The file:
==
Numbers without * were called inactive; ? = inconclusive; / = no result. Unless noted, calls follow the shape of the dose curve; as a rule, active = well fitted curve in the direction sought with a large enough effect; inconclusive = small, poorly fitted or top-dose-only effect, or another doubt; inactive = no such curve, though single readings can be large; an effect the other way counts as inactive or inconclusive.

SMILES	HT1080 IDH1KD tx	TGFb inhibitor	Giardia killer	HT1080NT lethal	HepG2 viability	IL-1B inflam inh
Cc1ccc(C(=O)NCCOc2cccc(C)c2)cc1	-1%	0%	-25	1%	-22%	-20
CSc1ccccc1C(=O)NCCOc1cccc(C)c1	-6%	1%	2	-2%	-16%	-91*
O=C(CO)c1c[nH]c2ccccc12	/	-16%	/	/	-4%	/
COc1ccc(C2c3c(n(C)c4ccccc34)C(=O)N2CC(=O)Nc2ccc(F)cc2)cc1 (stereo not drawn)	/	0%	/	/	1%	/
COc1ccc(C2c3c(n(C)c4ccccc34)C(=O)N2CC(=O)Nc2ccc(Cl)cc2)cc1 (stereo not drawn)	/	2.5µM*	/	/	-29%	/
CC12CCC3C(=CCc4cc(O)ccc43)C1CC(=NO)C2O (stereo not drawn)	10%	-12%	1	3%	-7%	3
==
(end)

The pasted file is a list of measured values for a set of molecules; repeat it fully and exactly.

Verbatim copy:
Numbers without * were called inactive; ? = inconclusive; / = no result. Unless noted, calls follow the shape of the dose curve; as a rule, active = well fitted curve in the direction sought with a large enough effect; inconclusive = small, poorly fitted or top-dose-only effect, or another doubt; inactive = no such curve, though single readings can be large; an effect the other way counts as inactive or inconclusive.

SMILES	HT1080 IDH1KD tx	TGFb inhibitor	Giardia killer	HT1080NT lethal	HepG2 viability	IL-1B inflam inh
Cc1ccc(C(=O)NCCOc2cccc(C)c2)cc1	-1%	0%	-25	1%	-22%	-20
CSc1ccccc1C(=O)NCCOc1cccc(C)c1	-6%	1%	2	-2%	-16%	-91*
O=C(CO)c1c[nH]c2ccccc12	/	-16%	/	/	-4%	/
COc1ccc(C2c3c(n(C)c4ccccc34)C(=O)N2CC(=O)Nc2ccc(F)cc2)cc1 (stereo not drawn)	/	0%	/	/	1%	/
COc1ccc(C2c3c(n(C)c4ccccc34)C(=O)N2CC(=O)Nc2ccc(Cl)cc2)cc1 (stereo not drawn)	/	2.5µM*	/	/	-29%	/
CC12CCC3C(=CCc4cc(O)ccc43)C1CC(=NO)C2O (stereo not drawn)	10%	-12%	1	3%	-7%	3